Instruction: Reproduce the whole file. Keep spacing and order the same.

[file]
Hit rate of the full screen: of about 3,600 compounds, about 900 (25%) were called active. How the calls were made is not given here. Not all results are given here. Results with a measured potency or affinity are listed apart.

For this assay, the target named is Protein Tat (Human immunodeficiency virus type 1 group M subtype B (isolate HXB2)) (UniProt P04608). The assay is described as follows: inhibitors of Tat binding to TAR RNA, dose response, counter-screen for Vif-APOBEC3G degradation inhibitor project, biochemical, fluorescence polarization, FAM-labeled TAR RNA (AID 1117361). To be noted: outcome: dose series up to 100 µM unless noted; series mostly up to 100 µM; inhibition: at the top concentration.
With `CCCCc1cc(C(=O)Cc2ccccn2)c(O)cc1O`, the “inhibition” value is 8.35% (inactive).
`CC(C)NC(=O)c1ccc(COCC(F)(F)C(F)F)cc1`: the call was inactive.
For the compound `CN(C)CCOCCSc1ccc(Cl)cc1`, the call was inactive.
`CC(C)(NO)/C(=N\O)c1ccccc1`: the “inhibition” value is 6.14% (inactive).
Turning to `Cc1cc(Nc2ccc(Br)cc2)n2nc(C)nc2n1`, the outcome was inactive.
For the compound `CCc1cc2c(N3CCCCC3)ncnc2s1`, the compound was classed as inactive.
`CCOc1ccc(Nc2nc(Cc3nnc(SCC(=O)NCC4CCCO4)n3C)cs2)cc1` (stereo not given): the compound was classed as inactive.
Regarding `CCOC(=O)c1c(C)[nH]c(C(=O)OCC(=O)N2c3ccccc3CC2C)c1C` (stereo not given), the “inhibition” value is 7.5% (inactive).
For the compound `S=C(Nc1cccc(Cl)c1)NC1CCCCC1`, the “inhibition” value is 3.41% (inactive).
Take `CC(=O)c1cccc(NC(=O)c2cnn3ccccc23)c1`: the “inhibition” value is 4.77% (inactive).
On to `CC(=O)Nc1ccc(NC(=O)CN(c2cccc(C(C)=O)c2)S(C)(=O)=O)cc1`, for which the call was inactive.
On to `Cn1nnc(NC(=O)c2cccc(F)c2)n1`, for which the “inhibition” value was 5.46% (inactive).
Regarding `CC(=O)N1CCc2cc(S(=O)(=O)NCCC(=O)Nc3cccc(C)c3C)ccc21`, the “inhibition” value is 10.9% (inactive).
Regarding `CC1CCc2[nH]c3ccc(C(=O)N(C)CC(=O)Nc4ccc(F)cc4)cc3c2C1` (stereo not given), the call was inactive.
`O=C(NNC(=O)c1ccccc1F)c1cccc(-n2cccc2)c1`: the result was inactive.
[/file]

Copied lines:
Hit rate of the full screen: of about 3,600 compounds, about 900 (25%) were called active. How the calls were made is not given here. Not all results are given here. Results with a measured potency or affinity are listed apart.

For this assay, the target named is Protein Tat (Human immunodeficiency virus type 1 group M subtype B (isolate HXB2)) (UniProt P04608). The assay is described as follows: inhibitors of Tat binding to TAR RNA, dose response, counter-screen for Vif-APOBEC3G degradation inhibitor project, biochemical, fluorescence polarization, FAM-labeled TAR RNA (AID 1117361). To be noted: outcome: dose series up to 100 µM unless noted; series mostly up to 100 µM; inhibition: at the top concentration.
With `CCCCc1cc(C(=O)Cc2ccccn2)c(O)cc1O`, the “inhibition” value is 8.35% (inactive).
`CC(C)NC(=O)c1ccc(COCC(F)(F)C(F)F)cc1`: the call was inactive.
For the compound `CN(C)CCOCCSc1ccc(Cl)cc1`, the call was inactive.
`CC(C)(NO)/C(=N\O)c1ccccc1`: the “inhibition” value is 6.14% (inactive).
Turning to `Cc1cc(Nc2ccc(Br)cc2)n2nc(C)nc2n1`, the outcome was inactive.
For the compound `CCc1cc2c(N3CCCCC3)ncnc2s1`, the compound was classed as inactive.
`CCOc1ccc(Nc2nc(Cc3nnc(SCC(=O)NCC4CCCO4)n3C)cs2)cc1` (stereo not given): the compound was classed as inactive.
Regarding `CCOC(=O)c1c(C)[nH]c(C(=O)OCC(=O)N2c3ccccc3CC2C)c1C` (stereo not given), the “inhibition” value is 7.5% (inactive).
For the compound `S=C(Nc1cccc(Cl)c1)NC1CCCCC1`, the “inhibition” value is 3.41% (inactive).
Take `CC(=O)c1cccc(NC(=O)c2cnn3ccccc23)c1`: the “inhibition” value is 4.77% (inactive).
On to `CC(=O)Nc1ccc(NC(=O)CN(c2cccc(C(C)=O)c2)S(C)(=O)=O)cc1`, for which the call was inactive.
On to `Cn1nnc(NC(=O)c2cccc(F)c2)n1`, for which the “inhibition” value was 5.46% (inactive).
Regarding `CC(=O)N1CCc2cc(S(=O)(=O)NCCC(=O)Nc3cccc(C)c3C)ccc21`, the “inhibition” value is 10.9% (inactive).
Regarding `CC1CCc2[nH]c3ccc(C(=O)N(C)CC(=O)Nc4ccc(F)cc4)cc3c2C1` (stereo not given), the call was inactive.
`O=C(NNC(=O)c1ccccc1F)c1cccc(-n2cccc2)c1`: the result was inactive.